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Cells, tissues, organs

An Immunohistochemical Study on the Role of Oxidative and Nitrosative Stress in Irradiated Skin.


PMID 27467524

Abstract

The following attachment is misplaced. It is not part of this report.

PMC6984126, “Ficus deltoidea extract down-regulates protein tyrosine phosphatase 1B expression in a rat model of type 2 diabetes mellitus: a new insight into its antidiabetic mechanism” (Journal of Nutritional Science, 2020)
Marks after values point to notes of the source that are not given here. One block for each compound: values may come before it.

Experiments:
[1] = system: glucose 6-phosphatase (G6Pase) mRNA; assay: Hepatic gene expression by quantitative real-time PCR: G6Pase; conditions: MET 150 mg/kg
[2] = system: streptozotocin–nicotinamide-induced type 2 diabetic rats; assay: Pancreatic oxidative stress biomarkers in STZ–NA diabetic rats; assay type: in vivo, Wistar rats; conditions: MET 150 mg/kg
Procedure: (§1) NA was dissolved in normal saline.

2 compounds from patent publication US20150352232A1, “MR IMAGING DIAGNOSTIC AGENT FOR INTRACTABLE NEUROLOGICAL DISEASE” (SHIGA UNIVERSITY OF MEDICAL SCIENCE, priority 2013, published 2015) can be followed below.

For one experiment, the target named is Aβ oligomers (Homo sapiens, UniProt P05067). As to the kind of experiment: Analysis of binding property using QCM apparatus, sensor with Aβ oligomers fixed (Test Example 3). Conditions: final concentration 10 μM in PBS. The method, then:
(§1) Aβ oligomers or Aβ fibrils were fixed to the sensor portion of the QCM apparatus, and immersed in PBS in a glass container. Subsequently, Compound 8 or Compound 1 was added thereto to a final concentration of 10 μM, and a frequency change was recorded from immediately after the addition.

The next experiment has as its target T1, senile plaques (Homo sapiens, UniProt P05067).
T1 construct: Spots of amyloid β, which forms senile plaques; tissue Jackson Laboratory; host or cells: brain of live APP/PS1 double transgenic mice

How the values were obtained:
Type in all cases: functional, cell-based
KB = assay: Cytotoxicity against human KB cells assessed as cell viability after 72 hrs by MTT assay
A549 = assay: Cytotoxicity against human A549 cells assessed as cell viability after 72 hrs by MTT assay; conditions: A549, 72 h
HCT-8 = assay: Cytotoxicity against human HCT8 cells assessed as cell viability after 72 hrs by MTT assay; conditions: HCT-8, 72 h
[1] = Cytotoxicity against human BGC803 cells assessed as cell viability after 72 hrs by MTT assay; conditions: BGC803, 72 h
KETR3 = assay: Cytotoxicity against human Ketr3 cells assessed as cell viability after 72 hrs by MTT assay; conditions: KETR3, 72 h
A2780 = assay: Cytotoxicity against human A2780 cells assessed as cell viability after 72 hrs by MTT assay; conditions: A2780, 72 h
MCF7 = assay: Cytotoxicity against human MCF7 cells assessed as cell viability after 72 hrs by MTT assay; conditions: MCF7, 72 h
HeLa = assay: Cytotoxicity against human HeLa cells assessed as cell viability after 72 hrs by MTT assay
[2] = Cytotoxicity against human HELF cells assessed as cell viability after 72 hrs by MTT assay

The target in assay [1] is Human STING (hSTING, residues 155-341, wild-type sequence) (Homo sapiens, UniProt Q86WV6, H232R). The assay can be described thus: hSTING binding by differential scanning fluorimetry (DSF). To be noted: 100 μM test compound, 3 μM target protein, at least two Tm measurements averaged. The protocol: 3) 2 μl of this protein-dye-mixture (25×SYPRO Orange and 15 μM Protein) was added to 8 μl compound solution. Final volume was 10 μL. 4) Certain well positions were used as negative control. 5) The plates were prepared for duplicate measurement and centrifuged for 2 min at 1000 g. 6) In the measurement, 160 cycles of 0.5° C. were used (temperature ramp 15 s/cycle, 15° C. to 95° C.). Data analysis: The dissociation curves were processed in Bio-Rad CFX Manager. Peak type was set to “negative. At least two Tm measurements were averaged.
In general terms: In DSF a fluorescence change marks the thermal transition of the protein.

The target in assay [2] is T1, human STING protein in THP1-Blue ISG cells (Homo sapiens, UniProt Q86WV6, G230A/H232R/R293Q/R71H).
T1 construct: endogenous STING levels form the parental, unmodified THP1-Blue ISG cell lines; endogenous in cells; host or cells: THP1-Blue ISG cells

The effects of ionizing radiation through the generation of free radicals, reactive aldehydes, and other oxidative and nitrosative by-products account for skin injuries as side effects of radiation therapy (RT). This study aims to identify cellular pathways in oxidative and nitrosative stress in irradiated skin using well-established marker proteins in an immunohistochemical analysis. Tissue specimens of 51 patients were obtained during operative access to the neck. Twenty patients (39.2%) received RT prior to the surgical intervention. Immunohistochemical analysis of stable degradation products of reactive oxygen and nitrogen species (RONS), 3-nitrotyrosine, 8-isoprostane, phosphorylated AKT (p-AKT), and phosphorylated extracellular signal-regulated kinase (p-ERK) was performed in specimens which were exposed to RT and those without a history of RT. Immunohistochemical staining showed a significantly increased expression of nitrotyrosine in superficial and basal epidermal regions of interest (ROI), p-AKT in all epidermal ROI, and p-ERK in all the investigated epidermal and dermal ROI, as well as in an overall analysis. No significance could be detected in immunostaining against isoprostane. This study summarizes the influence of RONS in RT. Moreover, a detailed histological analysis was able to identify epidermal ROI as a main starting point of RONS in irradiated skin. Even though the role of RONS in high-dose therapeutic radiation remains a subject for further research, these data underlines the crucial role of RONS in high-dose radiation.